5. Cost of a Mexican Bank Trust
As an example of the cost of a Fideicomiso here is what one bank charges:
A) $500 USD for the Trustee acceptance charge, payable upon the signing of the Mexican Trust Contract.
B) $500 USD a year for the handling and servicing of the Trust, payable in advance. This fee will be increased by the Trustee every two years, according to the U.S. inflation rate. Every year, on the anniversary date of the Trust, the Bank shall mail to your address the bill of the annual fee for keeping the property in Trust. All the Trustee fees have the value added tax (IVA) and are subject to change.
6. Other costs associated with the Purchase
You can expect other expenses that the beneficiary must meet upon the creation of the trust deed. You must pay the fees, taxes and expenses that arise from the purchase as well as the formalization of the Trust deed before a Mexican Notario. Also, you will pay the cost of the permit that must be obtained from the Mexican foreign affairs ministry (SRE) to acquire the property in Trust, and the recording of the Trust deed at the National Registry of Foreign Investments. Learn about the Closing Process and Closing Costs for Properties in Mexico.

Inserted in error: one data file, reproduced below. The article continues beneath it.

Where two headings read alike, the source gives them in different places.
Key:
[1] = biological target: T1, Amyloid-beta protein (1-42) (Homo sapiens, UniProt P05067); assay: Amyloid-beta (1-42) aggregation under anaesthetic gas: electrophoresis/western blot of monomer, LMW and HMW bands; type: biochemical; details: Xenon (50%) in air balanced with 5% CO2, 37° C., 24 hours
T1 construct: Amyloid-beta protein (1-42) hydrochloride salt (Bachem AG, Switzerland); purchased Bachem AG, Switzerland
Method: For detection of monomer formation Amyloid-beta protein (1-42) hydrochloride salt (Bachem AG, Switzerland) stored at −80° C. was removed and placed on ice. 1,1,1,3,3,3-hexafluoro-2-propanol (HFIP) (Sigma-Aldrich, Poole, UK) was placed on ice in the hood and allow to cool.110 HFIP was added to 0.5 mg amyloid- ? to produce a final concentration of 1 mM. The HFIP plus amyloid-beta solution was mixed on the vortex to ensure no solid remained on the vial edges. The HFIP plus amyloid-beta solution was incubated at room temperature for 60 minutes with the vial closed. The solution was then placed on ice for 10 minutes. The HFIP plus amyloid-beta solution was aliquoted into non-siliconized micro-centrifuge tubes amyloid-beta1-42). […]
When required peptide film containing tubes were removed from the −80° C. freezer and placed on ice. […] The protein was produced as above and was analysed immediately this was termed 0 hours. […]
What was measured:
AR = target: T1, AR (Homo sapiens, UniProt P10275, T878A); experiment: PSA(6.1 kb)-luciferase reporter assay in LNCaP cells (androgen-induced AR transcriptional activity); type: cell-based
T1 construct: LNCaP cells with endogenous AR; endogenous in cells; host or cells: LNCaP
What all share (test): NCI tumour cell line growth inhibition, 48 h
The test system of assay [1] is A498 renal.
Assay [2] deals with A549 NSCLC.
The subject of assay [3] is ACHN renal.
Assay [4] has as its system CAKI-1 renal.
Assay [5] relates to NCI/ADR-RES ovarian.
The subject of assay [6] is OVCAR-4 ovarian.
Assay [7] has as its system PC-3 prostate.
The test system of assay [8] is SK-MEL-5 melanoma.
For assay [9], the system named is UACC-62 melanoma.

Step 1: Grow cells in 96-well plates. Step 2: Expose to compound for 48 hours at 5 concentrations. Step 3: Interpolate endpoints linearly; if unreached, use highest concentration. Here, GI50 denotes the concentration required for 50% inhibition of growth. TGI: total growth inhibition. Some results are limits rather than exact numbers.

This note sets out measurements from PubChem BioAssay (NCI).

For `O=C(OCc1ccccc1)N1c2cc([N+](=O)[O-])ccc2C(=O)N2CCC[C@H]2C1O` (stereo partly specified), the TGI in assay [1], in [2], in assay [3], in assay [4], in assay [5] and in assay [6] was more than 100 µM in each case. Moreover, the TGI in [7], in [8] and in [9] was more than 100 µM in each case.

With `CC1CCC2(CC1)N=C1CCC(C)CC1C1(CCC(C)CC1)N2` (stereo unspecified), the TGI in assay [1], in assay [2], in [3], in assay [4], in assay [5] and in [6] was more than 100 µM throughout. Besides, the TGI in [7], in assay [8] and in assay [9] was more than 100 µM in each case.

7. Substitute Beneficiaries
The Trust Beneficiary has the right to appoint a substitute Beneficiary who will receive all the rights and obligations that arise from the Mexican Trust contract, if the original Beneficiary dies during the life of the Trust. With the designation of substitute Beneficiary, your heirs will not need to follow any probate proceeding before the Mexican courts. They would only have to give notice to the bank and show the death certificate and their identifications. Then, the bank will give instructions to a Mexican notary public as to the proper protocol of the documents and with the resulting deed registering them as the new owners (Beneficiaries) of the Trust property.